Breaking down the 49ers' breakdowns


Breaking down the 49ers' breakdowns

Other than the brother vs. brother coaching matchup, the thing that distinguished the 49ers' 16-6 loss to the Baltimore Ravens was the number of sacks allowed.The last time the 49ers were sacked nine times in a game was November of 1998 at the Green Bay Packers. Steve Young was the quarterback, and the offensive line consisted of Jamie Brown, Ray Brown, Chris Dalman, Kevin Gogan and Derrick Deese.Two months later when the clubs met again in the playoffs, Young was sacked twice at Candlestick Park and the 49ers defeated the Packers on Young's late touchdown pass to Terrell Owens.I still haven't had a chance to re-watch the entire game, but I wanted to take a look at each of the nine sacks allowed.Coach Jim Harbaugh said there was equal blame to go around for the sacks. He said three were a matter of the Ravens calling the right blitzes against the 49ers protection; three were results of a 49ers pass protector losing one-on-one; and a couple sacks could've been avoided if quarterback Alex Smith had gotten the ball out quicker.Again, these are only the nine sacks. I haven't watched the other quarterback pressures or the times Smith escaped sacks:1, First quarter (9:04), 3rd-and-3 from SF 36
Alex Smith in the shotgun. The Ravens come with a five-man rush with middle linebacker Jameel McClain blitzing up the middle. Outside linebacker Terrell Suggs gets around left tackle Joe Staley just enough to force Smith to step up. McClain is one on one against right guard Adam Snyder. McClain gets past Snyder with a spin move to force Smith to flee the pocket toward the left sideline, where safety Tom Zbikowski runs him down and tackles him for a 1-yard loss. On a third-and-3, it should've been a quick-hitting play, but he did not determine there to be an open receiver. Smith first started to get out of the pocket 2.7 seconds after the snap. The penetration Snyder allowed to McClain blew up the play.2, First quarter (2:38), 3rd-and-4 from Balt 22
Smith in the shotgun. It's a four-man rush, but a fifth man is at the line of scrimmage eye-balling running back Frank Gore who remains in to block. The Ravens get immediate push up the middle. Haloti Ngata works center Jonathan Goodwin into a clump of bodies around left guard and then sheds him and moves into the pocket. Rookie defensive lineman Pernell McPhee helped blow up the play as he got past Adam Snyder and an off-balance Gore was blasted backward. About 2.5 seconds after the snap, Smith stepped up into Ngata's grasp for a 5-yard loss. The Ravens overpowered the 49ers' front on that one.3, Second quarter (12:47), 3rd-and-13 from SF 17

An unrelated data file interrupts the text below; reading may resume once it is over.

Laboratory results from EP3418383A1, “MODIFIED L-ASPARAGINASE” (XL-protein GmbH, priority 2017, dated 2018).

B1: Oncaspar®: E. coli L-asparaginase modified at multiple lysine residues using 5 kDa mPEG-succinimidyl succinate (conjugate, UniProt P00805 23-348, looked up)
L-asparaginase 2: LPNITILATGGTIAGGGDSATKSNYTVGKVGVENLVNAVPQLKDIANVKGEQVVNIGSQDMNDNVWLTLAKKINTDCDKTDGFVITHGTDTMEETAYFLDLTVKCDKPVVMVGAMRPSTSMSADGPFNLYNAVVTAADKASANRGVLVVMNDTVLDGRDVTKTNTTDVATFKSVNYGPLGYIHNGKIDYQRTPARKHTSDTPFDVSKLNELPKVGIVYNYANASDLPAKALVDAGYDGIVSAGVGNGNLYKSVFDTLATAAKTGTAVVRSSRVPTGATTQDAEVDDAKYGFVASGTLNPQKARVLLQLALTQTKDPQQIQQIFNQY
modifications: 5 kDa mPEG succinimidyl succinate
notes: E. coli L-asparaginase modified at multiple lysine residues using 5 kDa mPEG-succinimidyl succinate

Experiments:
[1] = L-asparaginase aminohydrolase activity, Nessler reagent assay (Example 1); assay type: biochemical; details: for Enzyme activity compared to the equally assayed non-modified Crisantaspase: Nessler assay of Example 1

Smith in the shotgun. This time the Ravens thoroughly confused the 49ers with a seven-man front. The Ravens rushed four, but the 49ers had a difficult time identifying which four until it was too late. Backup right guard Chilo Rachal's attention was diverted by McPhee who lined up between center and right guard. Rachal is in the game after Snyder's hamstring injury. Cory Redding lined up over right tackle Anthony Davis. McPhee faked a rush and then backed into coverage. Davis was responsible for the outside rusher Paul Kruger, leaving Redding unblocked. Redding blew past Rachal, who was initially focused on blocking McPhee. And with Kruger and McClain coming off the right side, Gore's attention was on picking up the unblocked McClain. Gore did not realize until it was too late that Redding was unblocked, too. Chalk that one up to scheme, rather than one person getting physically beaten.4, Second quarter (8:42), 1st-and-10 from SF 24
Against a five-man rush, the pass protection was very good, giving Smith 3.8 seconds to get rid of the ball. Gore laid out blitzing linebacker Albert McClellan. Left tackle Joe Staley mirrored Redding 9 yards up the field, providing a good pocket for Smith. When Smith stepped up, Redding stepped up and dropped Smith for a 2-yard sack. Call that one a coverage sack.5, Third quarter (13:15), 2nd-and-11 from SF 32
Smith is in the shot gun. The Ravens have a four-man line with Redding lined up over right tackle Anthony Davis and Ngata over Rachal. Redding and Ngata work a stunt, and Rachal started off on Ngata and then picked up Redding. But Davis did not close the gap tight end between he and Rachal, allowing Ngata to push through Davis and get to Smith in about 2.5 seconds for a 6-yard sack. This play blew up with Davis not getting the switch.6, Third quarter (8:56), 2nd-and-8 from Balt 25
The Ravens come with another five-man rush, but pre-snap they again disguised which five men were rushing. Terrell Suggs just ran to the outside past the shove of Davis. And when Suggs got to Smith, three other Ravens were right there and could've gotten him, too. Put it this way, the only pass protectors who had their guys taken care of were Staley, who locked up Ngata, and running back Kendall Hunter, who stepped up to take on safety Bernard Pollard. That was a combination of scheme and getting beaten.7, Fourth quarter (13:35), 3rd-and-7 from SF 31
Smith in the shotgun. Ravens come with a five-man rush with cornerback Lardarius Webb coming off the 49ers' right side. It looked as if Davis didn't recognize Webb coming off that side and was helping inside. Other than Webb coming free off that side, the protection was acceptable. Smith felt Webb and slid to the right. Staley was blocking McPhee, who did not get off the line of scrimmage. Smith moved that way about 3.2 seconds after the snap. Webb and McPhee shared the 2-yard sack. Nobody got physically beaten, so we'll chalk that one up to scheme, too.8, Fourth quarter (8:12), 3rd-and-8 from SF 12